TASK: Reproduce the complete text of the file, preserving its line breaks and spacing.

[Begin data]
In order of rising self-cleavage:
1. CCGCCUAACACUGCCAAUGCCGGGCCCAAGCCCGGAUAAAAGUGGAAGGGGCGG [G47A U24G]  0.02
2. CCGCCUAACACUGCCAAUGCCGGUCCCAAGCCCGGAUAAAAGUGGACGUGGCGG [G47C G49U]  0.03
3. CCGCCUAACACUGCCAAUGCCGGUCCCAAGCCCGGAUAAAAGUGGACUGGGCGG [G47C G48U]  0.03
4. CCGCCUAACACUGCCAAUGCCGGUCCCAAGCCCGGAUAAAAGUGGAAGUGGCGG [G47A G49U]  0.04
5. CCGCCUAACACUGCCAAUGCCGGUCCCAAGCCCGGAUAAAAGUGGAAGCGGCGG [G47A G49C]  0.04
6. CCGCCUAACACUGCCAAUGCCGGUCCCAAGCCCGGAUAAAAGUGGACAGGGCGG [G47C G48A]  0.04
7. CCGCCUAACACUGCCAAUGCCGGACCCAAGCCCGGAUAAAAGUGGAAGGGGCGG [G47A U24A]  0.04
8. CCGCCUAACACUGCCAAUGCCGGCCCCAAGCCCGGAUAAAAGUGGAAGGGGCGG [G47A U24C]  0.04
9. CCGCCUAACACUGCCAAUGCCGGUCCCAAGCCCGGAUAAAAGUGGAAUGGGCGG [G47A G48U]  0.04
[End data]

In order of rising self-cleavage:
1. CCGCCUAACACUGCCAAUGCCGGGCCCAAGCCCGGAUAAAAGUGGAAGGGGCGG [G47A U24G]  0.02
2. CCGCCUAACACUGCCAAUGCCGGUCCCAAGCCCGGAUAAAAGUGGACGUGGCGG [G47C G49U]  0.03
3. CCGCCUAACACUGCCAAUGCCGGUCCCAAGCCCGGAUAAAAGUGGACUGGGCGG [G47C G48U]  0.03
4. CCGCCUAACACUGCCAAUGCCGGUCCCAAGCCCGGAUAAAAGUGGAAGUGGCGG [G47A G49U]  0.04
5. CCGCCUAACACUGCCAAUGCCGGUCCCAAGCCCGGAUAAAAGUGGAAGCGGCGG [G47A G49C]  0.04
6. CCGCCUAACACUGCCAAUGCCGGUCCCAAGCCCGGAUAAAAGUGGACAGGGCGG [G47C G48A]  0.04
7. CCGCCUAACACUGCCAAUGCCGGACCCAAGCCCGGAUAAAAGUGGAAGGGGCGG [G47A U24A]  0.04
8. CCGCCUAACACUGCCAAUGCCGGCCCCAAGCCCGGAUAAAAGUGGAAGGGGCGG [G47A U24C]  0.04
9. CCGCCUAACACUGCCAAUGCCGGUCCCAAGCCCGGAUAAAAGUGGAAUGGGCGG [G47A G48U]  0.04